Banks in Eastern Europe were attacked using the Darkvishnya technique


The analysts of Kaspersky Lab told about the attacks on the banks, which received the name Darkvishnya.
Researchers write that in 2017-2018 years they were invited to study several cyberrobberies, united by “common denominator”.  Each time the starting point of these attacks was an unknown device directly connected to the company’s local network. In some cases it was the central office, in others it was a regional office, sometimes even located in another country.

 At least eight banks in Eastern Europe have become targets of Darkvishnya attacks, and a few tens of millions of dollars have been targeted by malicious attackers.

Each such attack can be conditionally divided into several identical stages. In the first stage, the attacker, under a plausible pretext (courier, job seeker and so on) penetrated into the building of the organization and connected the device to the local network, for example, in one of the meeting rooms. If possible, the device was hidden or masked under the environment, so as not to arouse suspicion among employees.
The devices used in Darkvishnya could vary depending on the tastes and capabilities of the attackers. In the cases studied by experts it was one of three tools: Netbook or inexpensive laptop;
Raspberry Pi single-paid computer;
A special tool for USB attacks Bash Bunny.

Inside a local area network, such a device might look like an unknown computer, a flash drive, or even a keyboard. In combination with real size (so, Bash Bunny comparable to the size of a conventional USB stick), it seriously complicated the search “entry point.” For remote access to “Podkidyu” was used GPRS/3g/LTE-modem, built into the device or connected to it via USB-port.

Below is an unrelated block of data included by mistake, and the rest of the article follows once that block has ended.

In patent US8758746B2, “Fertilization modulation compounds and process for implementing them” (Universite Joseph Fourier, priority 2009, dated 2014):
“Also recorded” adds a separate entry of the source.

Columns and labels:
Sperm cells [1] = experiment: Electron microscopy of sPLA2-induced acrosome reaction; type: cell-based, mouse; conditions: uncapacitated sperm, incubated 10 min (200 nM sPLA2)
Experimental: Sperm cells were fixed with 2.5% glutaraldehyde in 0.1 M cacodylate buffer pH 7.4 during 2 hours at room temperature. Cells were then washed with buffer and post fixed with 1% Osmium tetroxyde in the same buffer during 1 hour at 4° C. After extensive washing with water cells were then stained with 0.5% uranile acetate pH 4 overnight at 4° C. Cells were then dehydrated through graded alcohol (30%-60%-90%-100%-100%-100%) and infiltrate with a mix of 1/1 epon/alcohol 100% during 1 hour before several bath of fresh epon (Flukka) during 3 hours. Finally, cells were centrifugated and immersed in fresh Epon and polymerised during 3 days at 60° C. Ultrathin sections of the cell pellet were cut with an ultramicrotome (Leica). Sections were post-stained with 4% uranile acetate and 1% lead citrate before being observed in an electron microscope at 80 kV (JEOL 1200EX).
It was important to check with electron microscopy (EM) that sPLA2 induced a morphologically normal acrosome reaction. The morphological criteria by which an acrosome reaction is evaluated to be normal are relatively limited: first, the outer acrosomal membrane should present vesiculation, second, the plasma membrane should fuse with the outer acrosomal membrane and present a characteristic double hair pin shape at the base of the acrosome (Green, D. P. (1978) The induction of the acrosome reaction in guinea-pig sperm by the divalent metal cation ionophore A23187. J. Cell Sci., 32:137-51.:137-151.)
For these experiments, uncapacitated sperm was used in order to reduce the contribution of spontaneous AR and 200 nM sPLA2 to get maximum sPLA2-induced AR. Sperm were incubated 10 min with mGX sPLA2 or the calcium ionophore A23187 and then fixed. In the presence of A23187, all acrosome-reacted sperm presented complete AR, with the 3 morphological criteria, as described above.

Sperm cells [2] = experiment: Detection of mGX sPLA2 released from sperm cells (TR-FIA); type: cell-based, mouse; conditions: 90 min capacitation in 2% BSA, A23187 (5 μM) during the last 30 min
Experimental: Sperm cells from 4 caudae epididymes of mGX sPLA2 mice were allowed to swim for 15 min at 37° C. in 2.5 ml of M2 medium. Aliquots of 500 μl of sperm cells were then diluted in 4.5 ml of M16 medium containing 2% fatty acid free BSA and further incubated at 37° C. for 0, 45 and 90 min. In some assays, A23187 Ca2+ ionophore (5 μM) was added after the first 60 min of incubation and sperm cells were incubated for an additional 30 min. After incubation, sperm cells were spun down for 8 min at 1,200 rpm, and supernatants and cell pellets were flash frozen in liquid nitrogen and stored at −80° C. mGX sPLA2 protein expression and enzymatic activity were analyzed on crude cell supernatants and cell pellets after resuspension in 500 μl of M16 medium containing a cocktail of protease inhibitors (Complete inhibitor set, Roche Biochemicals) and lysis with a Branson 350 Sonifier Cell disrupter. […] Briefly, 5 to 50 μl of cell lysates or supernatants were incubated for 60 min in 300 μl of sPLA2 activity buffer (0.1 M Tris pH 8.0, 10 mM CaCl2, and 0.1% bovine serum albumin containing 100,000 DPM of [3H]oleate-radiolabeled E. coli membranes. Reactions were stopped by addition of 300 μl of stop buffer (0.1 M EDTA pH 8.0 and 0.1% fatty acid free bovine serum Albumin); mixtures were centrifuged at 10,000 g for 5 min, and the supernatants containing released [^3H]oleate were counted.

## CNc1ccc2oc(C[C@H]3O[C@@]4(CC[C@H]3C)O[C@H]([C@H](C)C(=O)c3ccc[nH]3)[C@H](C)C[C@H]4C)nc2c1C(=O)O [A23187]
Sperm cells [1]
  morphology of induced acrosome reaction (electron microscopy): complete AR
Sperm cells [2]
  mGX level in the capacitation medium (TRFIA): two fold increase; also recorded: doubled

In the second phase, attackers remotely connected to their device and scanned the organization’s local network in an attempt to access shared folders, Web servers, and any other open resources. The goal was to gather information about the network, in particular, the search for servers and workstations involved in the payment.
At the same time, the attackers tried to pick up the brute or intercept data that can be used for authorization on one of the appropriate machines. To work around the restrictions imposed by the firewall, they placed shell codes with local TCP servers. If the firewall blocked access from one network segment to another, but allowed the reverse connection, the attackers used a different payload to pave the tunnel.
When these searches brought fruit, the attackers moved to the third stage. They logged on to the attacked system and used remote access software to keep access to it. Next, malicious services created using Msfvenom were launched on the captured computer. To bypass the white lists and domain policies, criminals used non-file techniques and PowerShell.
If the “white lists” could not be bypassed, and the use of PowerShell on the attacked computer was disabled, the attackers used impacket, as well as winexesvc. exe and psexec. EXE to run the executable files remotely. The funds were then withdrawn, for example, through ATMs.

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